Home News Reports Sec 377 hearing: Courtroom debate on privacy and whether a pre-constitutional law represents our people

Sec 377 hearing: Courtroom debate on privacy and whether a pre-constitutional law represents our people

Having concluded the first of 10 very important hearings in the plea for scrapping Section 377 of the IPC, the Supreme Court had acknowledged its judgement in August 2017, calling the right to sexual orientation “the core of the fundamental rights.” Justice Chandrachud himself had reportedly stated that the right to privacy under article 21 of the Indian Constitution must be upheld when reconsidering the 2013 judgement, which declared homosexuality to be a criminal offence.

The hearing began with the five-judge bench allowing the NGO ‘Naaz Foundation’ to make its arguments in court, through Senior Advocate Mukul Rohatgi. It had been reported that Rohatgi began his case by highlighting the fact that values change with societies. Using that as a basis, he told the court that a law (Section 377) that was framed 160 years ago, cannot be upheld today as the moral truth, especially when it violates one’s human rights. He was also quoted by ANI saying, “The issue deals only with sexual orientation and it has nothing to do with gender.”

Citing the example of Shikhandi in the Mahabharata, Rohatgi tried to drive home the point that, our order is much older and natural, in an overwhelming majority of the cases. He further questioned the court on whether a pre-constitutional law that was not framed by our Parliament and does not recognise the needs of our people, deserves to remain in the penal code.

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However, it is pertinent to note here that the case of Shikhandi in the Maharabharat was different and a case of changed sex and not sexual orientation.

‘Bar & Bench’ had also reported some intriguing courtroom drama, featuring Advocate Rohatgi and Additional Solicitor General (ASG) Tushar Mehta

After a quick lunch break, Senior Advocate Arvind Datar continued the arguments. Having begun by tracing the history of how laws relating to homosexuality have changed across the world, Datar argued, “The 1860 Code was simply imposed on India and it did not represent even the will of the British Parliament.”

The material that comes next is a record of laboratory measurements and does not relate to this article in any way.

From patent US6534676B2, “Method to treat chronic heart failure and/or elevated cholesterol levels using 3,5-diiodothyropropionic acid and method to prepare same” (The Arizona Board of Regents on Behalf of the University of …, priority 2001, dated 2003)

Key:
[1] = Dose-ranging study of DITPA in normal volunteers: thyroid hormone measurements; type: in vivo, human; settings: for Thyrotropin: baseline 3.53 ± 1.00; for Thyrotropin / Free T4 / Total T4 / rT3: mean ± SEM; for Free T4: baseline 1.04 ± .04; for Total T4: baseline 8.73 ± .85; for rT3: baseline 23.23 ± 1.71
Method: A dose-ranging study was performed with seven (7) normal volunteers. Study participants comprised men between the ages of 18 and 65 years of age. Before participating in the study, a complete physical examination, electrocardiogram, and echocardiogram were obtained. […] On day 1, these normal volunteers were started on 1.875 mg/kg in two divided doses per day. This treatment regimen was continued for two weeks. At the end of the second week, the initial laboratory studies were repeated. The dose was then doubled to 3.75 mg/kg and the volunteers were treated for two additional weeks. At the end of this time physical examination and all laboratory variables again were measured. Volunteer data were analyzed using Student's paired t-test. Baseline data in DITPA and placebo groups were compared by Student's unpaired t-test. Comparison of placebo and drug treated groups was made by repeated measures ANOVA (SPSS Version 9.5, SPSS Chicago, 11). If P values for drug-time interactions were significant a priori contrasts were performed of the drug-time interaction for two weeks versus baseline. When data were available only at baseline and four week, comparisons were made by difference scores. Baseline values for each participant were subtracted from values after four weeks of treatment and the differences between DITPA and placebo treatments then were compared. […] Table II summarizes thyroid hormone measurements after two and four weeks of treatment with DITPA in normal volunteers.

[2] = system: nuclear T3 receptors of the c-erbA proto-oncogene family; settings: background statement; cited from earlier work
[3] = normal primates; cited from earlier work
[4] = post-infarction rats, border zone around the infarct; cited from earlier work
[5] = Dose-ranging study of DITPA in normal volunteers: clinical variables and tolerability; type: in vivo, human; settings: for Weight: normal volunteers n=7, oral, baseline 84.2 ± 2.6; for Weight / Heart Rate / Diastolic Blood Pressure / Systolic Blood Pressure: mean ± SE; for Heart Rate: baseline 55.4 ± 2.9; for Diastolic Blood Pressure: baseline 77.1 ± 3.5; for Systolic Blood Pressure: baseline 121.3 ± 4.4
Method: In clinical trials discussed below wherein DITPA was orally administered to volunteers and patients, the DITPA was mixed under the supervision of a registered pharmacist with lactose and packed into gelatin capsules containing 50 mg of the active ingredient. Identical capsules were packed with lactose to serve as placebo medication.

This was an argument briefly mentioned by Rohatgi too, but Datar decided to continue explaining the importance of holding the post-constitutional laws with a higher regard, than those that were imposed with no consensus.

The argument appeared to have been convincing, because Justice Chandrachud told Datar that the Courts might not have same deference for pre-constitutional laws which they have for post-constitutional laws, due to the absence of Parliamentary will. This, on its own, is a major setback for the precedence of Section 377.

Along with this, Datar raised a compelling question: “The object of the penal code is to identify an offence and punish for the same so that it acts as a deterrent. But when it is a natural orientation, how can it be an offence?”

He concluded by stating various other jurisdictions taking similar decisions (as what was being pled for) and ended by explaining the relevance of the Supreme Court’s judgement on the Right to Privacy in August 2017: “The judgment says privacy encompasses decisional autonomy. It is a natural corollary that sexual orientation is also covered by that”.

As the court concludes today’s hearing, the response does appear positive, not only because the Judges have noted the prime precedence of Article 21, and its importance in this case, but also because the Court has unequivocally recognised that a law that was framed before the constitution, without the population’s chance to voice its opinion, cannot be held at the same level as a law made with parliamentary procedure, in the post-constitutional era. If the remaining days, are as positive as this, change will be a certainty.

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